Can US be the same with Turkey again?
Turkey-U.S. relations have hit a low with the latest visa crisis, which broke out after the U.S. suspended visa applications in Turkey in retaliation to the arrest of two Turkish employees of its Istanbul Consulate.
The visa issue is just the latest in a pile of problems between the two NATO allies, making a solution even more complex.
Problems started to accumulate in early 2014 when - then prime minister - President Tayyip Erdoğan denounced the U.S.-based Islamist preacher Fethullah Gülen and his illegal network as a public enemy and terrorist for two main reasons.
The first was a corruption probe opened against members of the cabinet, the ruling Justice and Development Party (AK Parti), and even his family in late 2013. The AK Parti accused Gülenist prosecutors and judges of using the investigations as an excuse to undermine the government. The second was another investigation – again allegedly opened by Gülenist judiciary members and gendarmerie officers - exposing the delivery of weapons material to rebel forces fighting against Bashar al-Assad in Syria, as well as the later wiretapping of the office of then Foreign Minister Ahmet Davutoğlu as a top secret meeting was ongoing regarding Syria policy.
After both these events, the Erdoğan government started to put pressure on the U.S. to extradite Gülen, whose permanent residence permit in Pennsylvania was granted partly thanks to requests by successive Erdoğan governments, as the two were close allies from 2002 until their roads parted in 2013.
Then came the crisis over the Syrian civil war from mid-2014. Despite objections by Erdoğan, former U.S. President Barack Obama decided to cooperate with the People’s Protection Units (YPG) militia of the Democratic Union Party (PYD) against the Islamic State of Iraq and the Levant (ISIL). The PYD is the Syrian branch of the outlawed Kurdistan Workers’ Party (PKK), which has been fighting against Turkey for over three decades, and which is designated a terrorist organization by the U.S. It was actually the CIA that helped the Turkish government find, arrest and jail PKK leader Abdullah Öcalan for that reason.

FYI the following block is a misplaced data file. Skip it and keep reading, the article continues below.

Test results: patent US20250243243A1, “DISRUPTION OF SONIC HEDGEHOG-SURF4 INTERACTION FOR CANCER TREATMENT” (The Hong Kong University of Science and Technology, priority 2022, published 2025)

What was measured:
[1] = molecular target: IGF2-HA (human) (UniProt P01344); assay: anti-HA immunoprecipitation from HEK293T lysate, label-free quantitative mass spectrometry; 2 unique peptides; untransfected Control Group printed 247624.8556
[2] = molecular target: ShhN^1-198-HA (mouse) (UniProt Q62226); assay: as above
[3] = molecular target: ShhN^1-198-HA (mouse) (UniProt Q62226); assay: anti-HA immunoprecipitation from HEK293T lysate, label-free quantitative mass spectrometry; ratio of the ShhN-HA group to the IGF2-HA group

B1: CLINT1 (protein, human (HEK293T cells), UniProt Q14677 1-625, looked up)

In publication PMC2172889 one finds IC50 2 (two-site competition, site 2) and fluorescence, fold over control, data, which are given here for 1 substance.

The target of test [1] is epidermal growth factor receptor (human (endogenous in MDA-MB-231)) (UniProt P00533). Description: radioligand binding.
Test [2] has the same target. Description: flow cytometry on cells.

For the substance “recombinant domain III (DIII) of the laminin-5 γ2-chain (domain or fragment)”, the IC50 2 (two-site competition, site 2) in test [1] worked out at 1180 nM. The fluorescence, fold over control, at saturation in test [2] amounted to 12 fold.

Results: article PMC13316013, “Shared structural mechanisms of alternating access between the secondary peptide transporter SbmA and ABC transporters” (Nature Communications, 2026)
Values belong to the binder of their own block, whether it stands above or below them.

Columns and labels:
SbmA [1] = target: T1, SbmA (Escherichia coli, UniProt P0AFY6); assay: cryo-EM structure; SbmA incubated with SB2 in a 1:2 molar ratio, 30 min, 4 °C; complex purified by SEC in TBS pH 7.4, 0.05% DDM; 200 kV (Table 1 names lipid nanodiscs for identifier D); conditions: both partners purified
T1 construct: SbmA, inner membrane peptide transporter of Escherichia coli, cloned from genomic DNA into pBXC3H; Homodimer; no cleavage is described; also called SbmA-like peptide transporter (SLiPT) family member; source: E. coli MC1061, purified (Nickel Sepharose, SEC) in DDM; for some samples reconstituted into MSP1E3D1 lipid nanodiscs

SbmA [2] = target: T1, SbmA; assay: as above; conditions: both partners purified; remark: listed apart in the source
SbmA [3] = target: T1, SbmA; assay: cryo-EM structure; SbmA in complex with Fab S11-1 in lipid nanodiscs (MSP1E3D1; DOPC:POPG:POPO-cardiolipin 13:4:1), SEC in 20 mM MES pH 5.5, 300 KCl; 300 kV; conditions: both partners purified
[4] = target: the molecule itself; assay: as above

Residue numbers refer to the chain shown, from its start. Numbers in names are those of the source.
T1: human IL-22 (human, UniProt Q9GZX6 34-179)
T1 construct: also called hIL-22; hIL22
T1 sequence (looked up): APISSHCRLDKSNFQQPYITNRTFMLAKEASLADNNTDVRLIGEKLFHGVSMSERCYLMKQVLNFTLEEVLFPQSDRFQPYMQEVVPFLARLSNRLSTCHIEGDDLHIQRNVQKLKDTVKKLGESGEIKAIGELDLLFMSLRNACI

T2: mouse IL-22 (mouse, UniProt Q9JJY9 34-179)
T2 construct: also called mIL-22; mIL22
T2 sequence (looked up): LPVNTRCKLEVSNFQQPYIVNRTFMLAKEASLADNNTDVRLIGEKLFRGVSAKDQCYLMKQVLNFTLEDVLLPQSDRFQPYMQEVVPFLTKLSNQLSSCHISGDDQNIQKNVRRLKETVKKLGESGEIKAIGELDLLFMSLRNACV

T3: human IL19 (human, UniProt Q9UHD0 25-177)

After Obama, amid ongoing objections by Turkey, U.S. President Donald Trump continued to work with the PYD/YPG as the ground force of the Central Command (CENTCOM) in the fight against ISIL.
Then in 2016 a U.S. court arrested Reza Zarrab, a dual Iran-Turkish passport holder, for violating U.S. sanctions on Iran. Zarrab had earlier been arrested in the 2013 corruption probes but was later released after the cases were dropped by new judges.
Following Turkey’s military coup attempt on July 15, 2016, for which the Gülenist network has been held responsible, Erdoğan increased his pressure on the U.S. to extradite Gülen. While the U.S. administration repeatedly said that it is down to independent courts to take legal action on Gülen or release Zarrab, a Turkish court arrested Andrew Brunson, an American pastor living in Turkey, accusing him of having links to the now-illegal Gülen network.
So the visa-consulate crisis came on top of a big pile. And now Erdoğan says the cases on the arrest of the U.S. Consulate employees are down to independent Turkish courts.
Can the current visit to the U.S. of Turkish Chief of General Staff Hulusi Akar, who was given a Legion of Merit medal in the U.S. in early 2015, save the situation - at least in military-to-military relations – when both American and Turkish officials talk about ending joint operations from Turkey’s strategic İncirlik air base?
Akar’s visit may help a little in terms of military relations, but much more is needed to put political relations back on track.
In order to become partners again, the two allies have to work out a set of confidence-building measures and find ways to implement them. The fact that there is no sign of this yet does not mean there is no hope left.